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Re: [fluid-dev] Pending FluidSynth 1.1.0 release

From: Pedro Lopez-Cabanillas
Subject: Re: [fluid-dev] Pending FluidSynth 1.1.0 release
Date: Wed, 28 Oct 2009 20:05:13 +0100
User-agent: KMail/1.9.6 (enterprise 20070904.708012)

On Wednesday, October 28, 2009, address@hidden wrote:
> > I've made several windows installers for QSynth releases using NSIS,
> >  including
> > FluidSynth and other dependencies. Here is the source code:
> > http://qsynth.svn.sourceforge.net/viewvc/qsynth/trunk/win32/setup.nsi
> >
> > NSIS: http://nsis.sourceforge.net/Main_Page
> I like the fact that it is an open source installer.  At a glance from
> that .nsi file it expects dependencies like Jack and FluidSynth to be
> installed separately?  I noticed in particular that your home
> directory is hard coded into FLUIDSYNTHDIR.  

The .nsi file is a specification, that will be processed by NSIS to create a 
setup exe. The directories hardcoded at the top of the file are the places 
where it picks the components, that NSIS will gather, compress and package. 
Some components are installed from another distribution package, and some 
components are compiled from sources, like the ones in my home directory.    
The paths are defined at the top of the .nsi file, documenting the origin of 
the components for the last package created, so it can be located and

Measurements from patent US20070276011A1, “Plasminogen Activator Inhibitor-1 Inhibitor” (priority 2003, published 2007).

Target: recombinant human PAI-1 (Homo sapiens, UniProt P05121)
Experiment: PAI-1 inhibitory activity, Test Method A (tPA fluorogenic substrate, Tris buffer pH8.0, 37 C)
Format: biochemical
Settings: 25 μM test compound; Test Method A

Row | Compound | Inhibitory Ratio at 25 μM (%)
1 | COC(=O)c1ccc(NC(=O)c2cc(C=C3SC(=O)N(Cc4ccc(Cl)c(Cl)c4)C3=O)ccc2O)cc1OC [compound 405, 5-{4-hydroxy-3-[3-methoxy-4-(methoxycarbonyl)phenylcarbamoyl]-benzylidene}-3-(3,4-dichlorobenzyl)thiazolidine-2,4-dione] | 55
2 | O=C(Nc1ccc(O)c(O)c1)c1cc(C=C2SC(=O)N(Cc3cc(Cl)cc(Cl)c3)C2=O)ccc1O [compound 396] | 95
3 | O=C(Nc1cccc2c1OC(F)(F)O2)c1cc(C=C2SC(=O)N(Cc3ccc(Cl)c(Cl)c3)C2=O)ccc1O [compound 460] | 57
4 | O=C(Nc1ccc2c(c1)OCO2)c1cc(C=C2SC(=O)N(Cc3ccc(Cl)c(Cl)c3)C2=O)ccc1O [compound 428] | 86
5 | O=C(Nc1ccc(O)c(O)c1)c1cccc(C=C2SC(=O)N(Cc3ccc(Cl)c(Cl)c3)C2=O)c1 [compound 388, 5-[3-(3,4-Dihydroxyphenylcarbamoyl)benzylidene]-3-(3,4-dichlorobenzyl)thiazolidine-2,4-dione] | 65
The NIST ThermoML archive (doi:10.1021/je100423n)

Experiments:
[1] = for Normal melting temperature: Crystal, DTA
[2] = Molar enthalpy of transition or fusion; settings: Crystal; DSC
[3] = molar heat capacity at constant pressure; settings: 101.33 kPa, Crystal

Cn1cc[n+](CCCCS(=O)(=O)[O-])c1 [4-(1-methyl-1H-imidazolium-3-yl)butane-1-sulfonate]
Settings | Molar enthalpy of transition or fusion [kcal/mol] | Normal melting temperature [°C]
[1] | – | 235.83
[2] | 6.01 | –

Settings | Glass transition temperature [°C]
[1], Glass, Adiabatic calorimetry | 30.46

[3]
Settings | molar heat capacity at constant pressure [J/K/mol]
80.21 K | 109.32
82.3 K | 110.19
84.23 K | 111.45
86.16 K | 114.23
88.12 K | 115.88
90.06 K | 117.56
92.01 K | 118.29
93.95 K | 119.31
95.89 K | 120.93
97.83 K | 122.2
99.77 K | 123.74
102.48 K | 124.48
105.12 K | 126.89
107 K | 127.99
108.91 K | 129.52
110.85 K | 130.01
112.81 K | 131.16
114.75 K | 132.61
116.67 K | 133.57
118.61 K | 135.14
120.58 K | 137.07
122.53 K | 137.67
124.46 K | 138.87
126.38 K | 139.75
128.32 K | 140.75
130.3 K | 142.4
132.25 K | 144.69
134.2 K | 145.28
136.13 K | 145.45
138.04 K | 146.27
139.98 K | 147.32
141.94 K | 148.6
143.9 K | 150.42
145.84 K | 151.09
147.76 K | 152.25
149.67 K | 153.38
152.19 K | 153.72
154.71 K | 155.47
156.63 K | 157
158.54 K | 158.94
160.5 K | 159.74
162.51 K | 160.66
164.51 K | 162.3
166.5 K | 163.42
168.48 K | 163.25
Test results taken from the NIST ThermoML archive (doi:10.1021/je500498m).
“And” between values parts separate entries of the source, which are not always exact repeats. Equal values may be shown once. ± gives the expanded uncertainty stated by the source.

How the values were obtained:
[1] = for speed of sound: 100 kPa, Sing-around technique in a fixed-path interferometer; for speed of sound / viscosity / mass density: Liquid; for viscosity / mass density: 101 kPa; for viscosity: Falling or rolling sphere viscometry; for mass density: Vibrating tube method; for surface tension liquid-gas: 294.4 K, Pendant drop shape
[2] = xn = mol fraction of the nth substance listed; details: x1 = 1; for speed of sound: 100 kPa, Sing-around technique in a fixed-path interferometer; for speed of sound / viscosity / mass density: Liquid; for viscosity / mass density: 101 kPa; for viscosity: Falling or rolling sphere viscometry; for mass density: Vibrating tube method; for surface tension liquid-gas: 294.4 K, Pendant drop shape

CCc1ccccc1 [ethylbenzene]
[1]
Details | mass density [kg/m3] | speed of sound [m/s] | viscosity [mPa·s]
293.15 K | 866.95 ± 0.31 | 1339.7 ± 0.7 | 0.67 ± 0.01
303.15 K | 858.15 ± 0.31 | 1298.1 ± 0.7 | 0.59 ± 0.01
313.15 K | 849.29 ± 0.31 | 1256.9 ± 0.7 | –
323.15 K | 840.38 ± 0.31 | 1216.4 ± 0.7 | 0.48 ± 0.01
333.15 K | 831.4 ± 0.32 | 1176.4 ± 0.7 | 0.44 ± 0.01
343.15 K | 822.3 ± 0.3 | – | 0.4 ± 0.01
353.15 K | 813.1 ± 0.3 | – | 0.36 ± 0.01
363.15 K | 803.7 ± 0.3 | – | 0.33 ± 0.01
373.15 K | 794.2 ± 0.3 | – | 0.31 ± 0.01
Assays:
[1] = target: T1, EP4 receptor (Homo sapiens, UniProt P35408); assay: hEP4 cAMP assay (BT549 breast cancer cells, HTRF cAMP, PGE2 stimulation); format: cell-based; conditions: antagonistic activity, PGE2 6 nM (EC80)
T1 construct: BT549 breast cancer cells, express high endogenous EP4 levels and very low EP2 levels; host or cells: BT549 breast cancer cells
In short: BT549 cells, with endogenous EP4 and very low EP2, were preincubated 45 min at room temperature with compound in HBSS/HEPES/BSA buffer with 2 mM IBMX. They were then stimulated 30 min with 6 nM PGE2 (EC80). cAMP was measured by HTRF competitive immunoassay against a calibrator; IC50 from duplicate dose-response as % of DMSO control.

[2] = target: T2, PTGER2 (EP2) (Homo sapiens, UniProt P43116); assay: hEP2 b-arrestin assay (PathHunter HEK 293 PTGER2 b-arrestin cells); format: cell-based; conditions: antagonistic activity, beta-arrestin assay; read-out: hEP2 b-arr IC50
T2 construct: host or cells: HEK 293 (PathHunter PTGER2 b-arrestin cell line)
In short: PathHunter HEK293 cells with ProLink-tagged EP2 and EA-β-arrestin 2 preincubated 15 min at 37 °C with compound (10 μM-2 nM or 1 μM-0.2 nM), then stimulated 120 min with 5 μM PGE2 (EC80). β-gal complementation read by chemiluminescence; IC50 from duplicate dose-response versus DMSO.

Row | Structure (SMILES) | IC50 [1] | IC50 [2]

replaced easily the next time.

The .nsi file also specifies the places where the components will be installed 
in the user system. In my package, they will be installed together into  
a "Program Files\QSynth" directory.

> I wonder how FluidSynth 
> should be distributed, whether it should include all dependencies as
> libs that just get installed in it's application directory or not.  It
> seems the most straight forward to just bundle the dependencies with
> it (at least glib and libsndfile).  But I could see it using an
> externally installed Jackdmp.

There are two ways to install dynamic libraries in Windows: side-by-side (at 
the same place of the executables using the libraries), or system-wide, in a  
public centralized directory, that must be in the PATH. I've chosen the first 
way to install QSynth and its dependencies. 

There is not a package repository in windows, and every setup package installs 
the preferred version of each required library, at any random place, using 
different package systems. You can imagine the nightmare. The usual result is 
called the "DLL hell".  

To summarize: I would install everything together, at the same directory. But 
I don't think that a FluidSynth setup package would be very useful alone, 
with only the fluidsynth.exe CLI.


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